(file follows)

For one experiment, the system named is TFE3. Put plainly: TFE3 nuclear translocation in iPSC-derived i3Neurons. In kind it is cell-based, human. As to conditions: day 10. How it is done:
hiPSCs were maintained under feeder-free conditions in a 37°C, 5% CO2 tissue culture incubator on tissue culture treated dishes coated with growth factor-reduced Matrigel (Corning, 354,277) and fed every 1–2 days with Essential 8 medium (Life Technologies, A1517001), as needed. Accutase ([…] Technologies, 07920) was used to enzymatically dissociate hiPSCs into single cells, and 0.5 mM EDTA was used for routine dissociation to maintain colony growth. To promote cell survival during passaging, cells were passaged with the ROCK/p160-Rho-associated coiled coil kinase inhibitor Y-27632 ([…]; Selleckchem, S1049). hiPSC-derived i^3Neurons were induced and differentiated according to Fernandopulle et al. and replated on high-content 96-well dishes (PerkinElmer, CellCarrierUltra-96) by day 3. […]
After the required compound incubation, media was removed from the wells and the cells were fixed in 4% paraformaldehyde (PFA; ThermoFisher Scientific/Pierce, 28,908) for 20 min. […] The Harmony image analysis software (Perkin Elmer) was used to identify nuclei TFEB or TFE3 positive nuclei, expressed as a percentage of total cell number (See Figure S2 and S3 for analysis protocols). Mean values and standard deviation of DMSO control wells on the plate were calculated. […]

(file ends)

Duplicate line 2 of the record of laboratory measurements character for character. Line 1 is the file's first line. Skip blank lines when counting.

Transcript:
hiPSCs were maintained under feeder-free conditions in a 37°C, 5% CO2 tissue culture incubator on tissue culture treated dishes coated with growth factor-reduced Matrigel (Corning, 354,277) and fed every 1–2 days with Essential 8 medium (Life Technologies, A1517001), as needed. Accutase ([…] Technologies, 07920) was used to enzymatically dissociate hiPSCs into single cells, and 0.5 mM EDTA was used for routine dissociation to maintain colony growth. To promote cell survival during passaging, cells were passaged with the ROCK/p160-Rho-associated coiled coil kinase inhibitor Y-27632 ([…]; Selleckchem, S1049). hiPSC-derived i^3Neurons were induced and differentiated according to Fernandopulle et al. and replated on high-content 96-well dishes (PerkinElmer, CellCarrierUltra-96) by day 3. […]